new-year-2018-100745093-large I have an addiction. One I’ve had most of my life. Like most addictions, I wasn’t born with it; it developed over time, influenced by external experiences and factors. Although unrecognized at the time, my addiction took hold at the age of eleven. Almost every penny of my modest allowance was being spent on books. I wasn’t at the point where I was borrowing to feed my addiction; but only because they don’t issue credit cards to eleven year olds. Now many might say they also buy a lot of books, it doesn’t mean they have an addiction. Completely possible, but that’s not me. Just like a compulsion to drink, or gamble or play video games, I can’t stop buying books. It wasn’t really too much of a problem until the advent of the internet. Now my addiction can be fed with the click of a button. I finish a book, click a button and am reading the next book within seconds.

need-booksConvenient yes? Read a book, buy your next one. Sure, but for compulsive book buyers it poses quite a problem. I don’t just buy one book, I buy eight. I download cheapies and specials and those that look interesting. I spend time on Amazon and Goodreads checking out all their recommendations and adding to both my Kobo and my Kindle. And I still indulge occasionally in an afternoon at Indigo, adding to my physical library, which is housed on my main floor. I have tried getting books only from the library but I’m not good at waiting for what I want. I’ve tried going cold turkey, telling myself “you may not buy a book until you’ve read what you have” but really that’s just not feasible as long as Dan Brown and Joy Fielding are still writing.

The result. I now have more books than I could every hope to read. I have books I don’t even know I have and, more than once, I’ve purchased the same book twice. Two days ago I sat down to gather some hard stats. With an idea of what I might discover, I created a reading list of all the books in my library I have yet to read. So far I’ve only compiled the books from my electronic devices yet already the numbers are illustrating the stark reality of my addiction. I can only imagine what my list will look like once I add all the physical books from my library. And that only includes books I’m still interested in reading. I figure, at my current reading speed, it will take me five years to read the entire list.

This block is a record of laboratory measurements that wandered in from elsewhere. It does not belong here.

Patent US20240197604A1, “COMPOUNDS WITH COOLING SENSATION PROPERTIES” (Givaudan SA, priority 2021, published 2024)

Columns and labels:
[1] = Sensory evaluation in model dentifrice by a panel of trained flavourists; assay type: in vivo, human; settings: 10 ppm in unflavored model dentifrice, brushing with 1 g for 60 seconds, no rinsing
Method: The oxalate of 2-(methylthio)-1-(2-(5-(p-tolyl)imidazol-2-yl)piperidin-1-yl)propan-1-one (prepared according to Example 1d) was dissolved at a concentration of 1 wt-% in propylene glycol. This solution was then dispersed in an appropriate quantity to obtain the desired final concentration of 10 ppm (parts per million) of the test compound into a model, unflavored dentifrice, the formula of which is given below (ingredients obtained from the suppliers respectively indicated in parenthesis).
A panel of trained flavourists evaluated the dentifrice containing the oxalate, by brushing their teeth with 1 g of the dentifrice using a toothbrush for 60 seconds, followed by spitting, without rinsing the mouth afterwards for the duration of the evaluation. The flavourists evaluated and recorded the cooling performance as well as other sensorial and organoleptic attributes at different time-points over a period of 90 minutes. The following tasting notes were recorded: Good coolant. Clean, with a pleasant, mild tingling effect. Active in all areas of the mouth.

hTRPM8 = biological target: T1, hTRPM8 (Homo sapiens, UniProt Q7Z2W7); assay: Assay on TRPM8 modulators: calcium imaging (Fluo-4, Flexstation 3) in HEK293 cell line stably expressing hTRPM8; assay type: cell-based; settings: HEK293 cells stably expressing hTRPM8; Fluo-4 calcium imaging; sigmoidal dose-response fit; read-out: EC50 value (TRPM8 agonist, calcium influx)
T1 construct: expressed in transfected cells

So, a New Year’s resolution. I know I will not be able to stop buying books completely, but I can stop buying everything that looks interesting. I can stop buying a book because I like the size or cover, or because it will look good on my shelf. I can stop buying book 3 of a series if I have yet to start book 2. I can stop looking at the recommendations on Amazon and Goodreads. (Well, that last one might be pushing it, but it’s worth a try). And I can keep the prioritized list visible, working my way through it and crossing off as I go. I love crossing things off a list.

I know that new must-haves will come out, and I will buy them, but if I can redefine what “must-have” means I may stand a chance.

If only I didn’t have to work. It takes up so much reading time!!

A Boy and His Demon

novice imageThe Novice by Taran Matharu

          Fletcher has no idea how he ended up in Pelt working as a blacksmith’s apprentice but he loves his adoptive father and life is pretty good despite the war going on around them.  A chance meeting leads to the discovery that he has the rare ability to summon demons.  Forced to flee the village for a crime he didn’t commit, he travels with his demon, Ignatius to the academy for Summoners where he is taught the ancient art.

Classes are gruelling and the divide between nobles and commoners is trying but Fletcher finds he is unusually gifted and prepares to serve as a Battlemage in the war against the Orcs.  Rivalries grow and betrayal is rampant as Fletcher must decide who to trust.

I’ve always enjoyed books with a male lead and Fletcher doesn’t let me down.  He’s a well-developed character, heroic yet flawed and I really enjoyed the relationship between him and his demon, Ignatius.  Even all the minor characters came from well thought out backgrounds.  The plot is nothing new (Hero’s Journey and all that) but for some reason, I didn’t mind.  Fletcher was believable and the relationships he formed worked for me.

I have just started the third book in the series and am still enthralled with the world that Matharu has created.

Rating:  4.5 stars             Recommended for 11+.